After writing the test, it’s crucial to execute it. Since the corresponding production code is yet to be implemented, we anticipate the test to fail initially.

3. Implementing the Production Code:

Now, it’s time to write the minimum code necessary to make the test pass.

public class LeapYear { 
   public static boolean isLeapYear(int year) { 
       if (year % 4 == 0) { 
           return true; 
       return false; 

4. Rerunning the Test:

After implementing the production code, let’s rerun the test and ensure that it passes successfully.

5. Expanding Test Coverage:

To augment test coverage, we add more tests to encompass additional cases and edge conditions. Upon running all tests, we expect the newly added tests to fail initially as the updated logic to handle these cases hasn’t been implemented yet.

Test is leap year divisible by 100 but not by 400:

public void test_is_leap_year_divisible_by_100_but_not_by_400() { 

Test is leap year divisible by 4 but not by 100:

public void test_is_leap_year_divisible_by_4_but_not_by_100() { 

Test is not a leap year:

public void test_is_leap_year_not_divisible_by_4() { 

6. Updating the Production Code:

Let’s Refactor the production code to accommodate the new test cases and ensure that all tests pass.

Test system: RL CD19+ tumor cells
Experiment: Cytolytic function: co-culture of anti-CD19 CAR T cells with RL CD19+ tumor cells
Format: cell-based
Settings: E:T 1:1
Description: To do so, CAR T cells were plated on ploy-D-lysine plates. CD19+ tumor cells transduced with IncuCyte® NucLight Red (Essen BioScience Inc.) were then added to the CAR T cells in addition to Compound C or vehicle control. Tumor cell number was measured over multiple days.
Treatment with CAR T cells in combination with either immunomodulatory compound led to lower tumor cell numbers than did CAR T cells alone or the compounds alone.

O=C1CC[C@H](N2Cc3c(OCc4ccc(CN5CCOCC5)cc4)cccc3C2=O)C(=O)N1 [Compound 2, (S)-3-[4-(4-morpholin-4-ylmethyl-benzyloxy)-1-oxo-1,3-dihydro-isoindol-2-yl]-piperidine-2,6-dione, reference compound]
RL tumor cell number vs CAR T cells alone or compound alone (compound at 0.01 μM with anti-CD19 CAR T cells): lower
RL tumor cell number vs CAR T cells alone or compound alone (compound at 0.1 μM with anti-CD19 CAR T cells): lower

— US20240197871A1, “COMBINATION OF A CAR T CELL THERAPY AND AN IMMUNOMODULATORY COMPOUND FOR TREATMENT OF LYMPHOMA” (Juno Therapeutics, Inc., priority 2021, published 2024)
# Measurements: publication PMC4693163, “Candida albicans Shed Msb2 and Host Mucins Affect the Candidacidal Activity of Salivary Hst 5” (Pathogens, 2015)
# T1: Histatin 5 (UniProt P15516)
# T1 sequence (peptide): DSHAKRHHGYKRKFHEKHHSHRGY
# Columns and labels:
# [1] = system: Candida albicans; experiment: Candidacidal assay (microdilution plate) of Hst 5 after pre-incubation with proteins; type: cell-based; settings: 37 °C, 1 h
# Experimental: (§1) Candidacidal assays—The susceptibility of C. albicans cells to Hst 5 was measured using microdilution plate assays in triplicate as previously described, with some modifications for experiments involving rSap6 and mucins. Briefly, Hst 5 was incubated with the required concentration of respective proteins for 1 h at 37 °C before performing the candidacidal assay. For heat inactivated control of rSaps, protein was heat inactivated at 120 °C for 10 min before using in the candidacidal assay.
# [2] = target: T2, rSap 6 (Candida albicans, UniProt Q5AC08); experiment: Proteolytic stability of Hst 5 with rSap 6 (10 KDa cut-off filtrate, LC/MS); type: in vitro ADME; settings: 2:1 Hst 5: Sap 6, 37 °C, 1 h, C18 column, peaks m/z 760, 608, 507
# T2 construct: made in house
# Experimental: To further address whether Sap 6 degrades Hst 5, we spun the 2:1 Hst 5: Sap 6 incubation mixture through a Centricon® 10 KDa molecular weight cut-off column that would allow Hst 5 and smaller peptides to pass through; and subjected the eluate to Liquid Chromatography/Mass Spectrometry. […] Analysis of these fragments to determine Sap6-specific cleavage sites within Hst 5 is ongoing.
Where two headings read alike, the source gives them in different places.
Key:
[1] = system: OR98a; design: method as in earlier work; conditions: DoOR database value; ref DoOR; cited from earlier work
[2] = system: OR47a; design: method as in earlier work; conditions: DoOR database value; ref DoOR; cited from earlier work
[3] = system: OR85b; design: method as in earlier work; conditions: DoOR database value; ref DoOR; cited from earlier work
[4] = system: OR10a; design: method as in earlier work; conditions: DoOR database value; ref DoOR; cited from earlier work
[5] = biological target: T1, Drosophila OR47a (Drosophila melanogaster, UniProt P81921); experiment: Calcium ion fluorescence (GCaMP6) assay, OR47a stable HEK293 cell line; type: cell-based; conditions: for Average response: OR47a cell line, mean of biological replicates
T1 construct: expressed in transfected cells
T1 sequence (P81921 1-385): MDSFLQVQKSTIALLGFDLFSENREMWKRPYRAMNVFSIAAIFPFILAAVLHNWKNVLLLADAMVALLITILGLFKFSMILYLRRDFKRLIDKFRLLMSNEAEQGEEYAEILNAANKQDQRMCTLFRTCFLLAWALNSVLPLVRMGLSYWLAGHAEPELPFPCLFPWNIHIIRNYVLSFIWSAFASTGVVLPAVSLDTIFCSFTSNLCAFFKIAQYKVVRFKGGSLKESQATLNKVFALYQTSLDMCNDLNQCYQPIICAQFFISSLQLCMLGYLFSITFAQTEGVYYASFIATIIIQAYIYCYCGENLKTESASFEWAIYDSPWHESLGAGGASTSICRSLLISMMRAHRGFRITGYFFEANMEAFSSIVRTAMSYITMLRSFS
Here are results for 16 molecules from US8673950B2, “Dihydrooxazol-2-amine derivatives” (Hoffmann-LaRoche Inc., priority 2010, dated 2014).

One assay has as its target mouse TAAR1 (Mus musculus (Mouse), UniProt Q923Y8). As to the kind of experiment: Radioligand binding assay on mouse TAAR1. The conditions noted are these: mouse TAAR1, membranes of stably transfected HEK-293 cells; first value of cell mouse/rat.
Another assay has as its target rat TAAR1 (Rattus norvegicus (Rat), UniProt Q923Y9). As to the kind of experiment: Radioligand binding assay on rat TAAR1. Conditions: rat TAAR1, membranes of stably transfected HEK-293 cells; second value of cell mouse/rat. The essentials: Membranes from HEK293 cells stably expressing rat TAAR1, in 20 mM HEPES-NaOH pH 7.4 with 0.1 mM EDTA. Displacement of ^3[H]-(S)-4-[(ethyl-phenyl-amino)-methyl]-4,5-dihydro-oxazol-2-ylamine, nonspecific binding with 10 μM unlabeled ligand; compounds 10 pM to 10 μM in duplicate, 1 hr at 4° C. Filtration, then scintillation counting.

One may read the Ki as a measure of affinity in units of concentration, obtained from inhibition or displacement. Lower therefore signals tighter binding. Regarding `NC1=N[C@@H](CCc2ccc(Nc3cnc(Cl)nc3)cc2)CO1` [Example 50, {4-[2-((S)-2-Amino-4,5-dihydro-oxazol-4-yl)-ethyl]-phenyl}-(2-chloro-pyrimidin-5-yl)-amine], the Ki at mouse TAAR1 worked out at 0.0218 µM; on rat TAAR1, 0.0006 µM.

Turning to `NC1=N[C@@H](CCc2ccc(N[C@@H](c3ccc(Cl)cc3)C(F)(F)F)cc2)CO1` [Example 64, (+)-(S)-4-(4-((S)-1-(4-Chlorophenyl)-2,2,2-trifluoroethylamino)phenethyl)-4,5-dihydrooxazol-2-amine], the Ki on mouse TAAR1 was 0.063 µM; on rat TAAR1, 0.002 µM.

public class LeapYear { 
   public static boolean isLeapYear(int year) { 
       if (year % 400 == 0) { 
           return true; 
       } else if (year % 100 == 0) { 
           return false; 
       } else if (year % 4 == 0) { 
           return true; 
       return false; 

7. Rerunning All Tests:

We re-run all the tests to verify that the code handles all scenarios correctly.

Benefits of Test-Driven Development:

By embracing Test-Driven Development (TDD), developers can unlock numerous benefits:

  • Improved Code Quality: TDD promotes the creation of reliable code by catching defects early and preventing regressions.
  • Efficient Debugging: Early issue detection facilitates quicker debugging, reducing troubleshooting time.
  • Guided Design and Modularity: Writing tests upfront influences the design process, leading to more modular and easily testable code.
  • Enhanced Confidence in Code: A comprehensive test suite fosters confidence in the correctness and robustness of the code.
  • Reduced Technical Debt: TDD encourages prompt issue resolution, averting the accumulation of technical debt.


The Ariane 5 disaster stands as a poignant reminder of the devastating consequences that can result from inadequate testing practices. Test-Driven Development (TDD) emerges as a potent solution to mitigate such risks and construct robust software with unshakeable confidence. By diligently writing tests before diving into code implementation, developers can detect issues early, ensure code quality, and deliver software that withstands the test of time.

As software development continues to evolve, embracing TDD can provide developers with a solid foundation for building robust and dependable software systems. By investing time and effort in testing early and consistently, let’s embark on this journey to shape a future of exceptional software craftsmanship with less risks, enhanced code quality and reliable software solutions to meet user expectations, empowered by the magic of Test-Driven Development.

Read the previous part of the series on Introduction to Testing